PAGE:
Nothing makes me happier than discarding: donating, recycling, lending, or just plain tossing the stuff we no longer need or want. My battle against clutter is sometimes uphill, but I'm deeply committed to the cause.
I wasn't always this way.
I used to be a clutter-clinging, mess-creating, organizational disaster. A pack rat. Practically a hoarder. I once kept a green gummy bear--painted with clear nail polish so it wouldn't decompose--for three years because a guy I liked gave it to me in study hall.
For. Three. Years.
It took me more than half my adult life to kick my old nasty habits. I still wake up sweating sometimes from recurring nightmares about my college dorm room. For some people, being tidy is blessedly hardwired into their brains. But for the rest of us? It's a daily struggle.
E, thank goodness, seems to be learning good clutter-free habits early. She's great about going through her old clothes and toys, choosing which ones we can give to kids who need them. The one thing she's not so good at? Letting go of her artwork.
Every piece is a "masterpiece." She has freakishly accurate total recall for everything she's ever painted/drew/collaged/stickered. And even I, with my deep love for throwing things in the trash, can't quite bring myself to throw away anything my little artist created with her own hands. It'd be like kicking a puppy, or something.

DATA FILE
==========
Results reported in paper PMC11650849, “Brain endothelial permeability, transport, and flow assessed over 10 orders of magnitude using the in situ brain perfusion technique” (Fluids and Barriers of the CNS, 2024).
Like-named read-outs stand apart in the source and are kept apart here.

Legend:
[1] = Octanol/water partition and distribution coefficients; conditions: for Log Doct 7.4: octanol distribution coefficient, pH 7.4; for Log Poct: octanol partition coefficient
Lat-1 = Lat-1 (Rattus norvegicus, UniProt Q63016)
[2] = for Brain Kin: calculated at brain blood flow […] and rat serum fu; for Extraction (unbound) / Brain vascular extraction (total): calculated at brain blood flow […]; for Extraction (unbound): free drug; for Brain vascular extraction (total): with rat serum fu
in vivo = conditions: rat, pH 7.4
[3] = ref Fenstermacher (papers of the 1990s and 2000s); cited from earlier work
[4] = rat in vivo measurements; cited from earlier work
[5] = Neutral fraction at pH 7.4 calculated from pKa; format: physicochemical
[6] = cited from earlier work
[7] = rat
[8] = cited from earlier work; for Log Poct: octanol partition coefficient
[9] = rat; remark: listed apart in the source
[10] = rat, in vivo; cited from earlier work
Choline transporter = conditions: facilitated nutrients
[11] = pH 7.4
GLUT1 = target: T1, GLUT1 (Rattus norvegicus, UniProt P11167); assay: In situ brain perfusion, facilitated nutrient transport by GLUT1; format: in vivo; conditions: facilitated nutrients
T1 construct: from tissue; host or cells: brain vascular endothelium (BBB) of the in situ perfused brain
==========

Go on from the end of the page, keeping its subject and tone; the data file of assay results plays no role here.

A friend once posted on Facebook that her son caught her tossing one of his art projects in the garbage. "I feel like a crumb," she wrote. I feel her pain--I'd die if my kids every caught me trashing their creations. But still, E's art collection no longer fits in her portfolio. The scribbles and doodles, watercolors and fingerpaintings and sticker collages seem to multiplying in the middle of the night. They're everywhere.
E and I collected a pile of her art work that she agreed could be cut up for the cause. As a gesture of good faith, I dug into my own (too large, gulp) collection of magazines so we'd both be re-purposing (and clutter clearing) something we loved. We had a blast, and E couldn't be more proud of her "recycled art" necklace!
Here's how we did it:
Scrap paper, cut into isoceles* triangles. The longer the triangles, the thicker the beads will be.
Craft glue (we used matte Mod Podge)
Yarn or string
Knitting needle (bamboo skewers or even a regular old pen will work, too)
When the beads are dry (took about 20 minutes, during which E made the remaining triangles into "crowns" for Grandma and Grandpa), string them on yarn or string.
We found that the best beads were the ones made from paper with texture...her crayon drawings and the ones with foil stickers made especially cool ones.
E loved the paper beads so much, she decided they'd look "beautiful" hanging from her bedroom walls. So tomorrow, we're
Which, as soon as she's tired of, will be moving on to a deserving home.
No more green gummy bears on my watch...
*Note: I ignored this instruction because I hated geometry and had, prior to attempting this craft, no freaking clue what an isoceles triangle was. For real. Try not to judge me. However, as it turns out (and my high school math teacher is laughing herself sick right now) isocleles triangles are an important element to paper bead making. In case you, like me, don't quite remember that particular shape, the definition is here.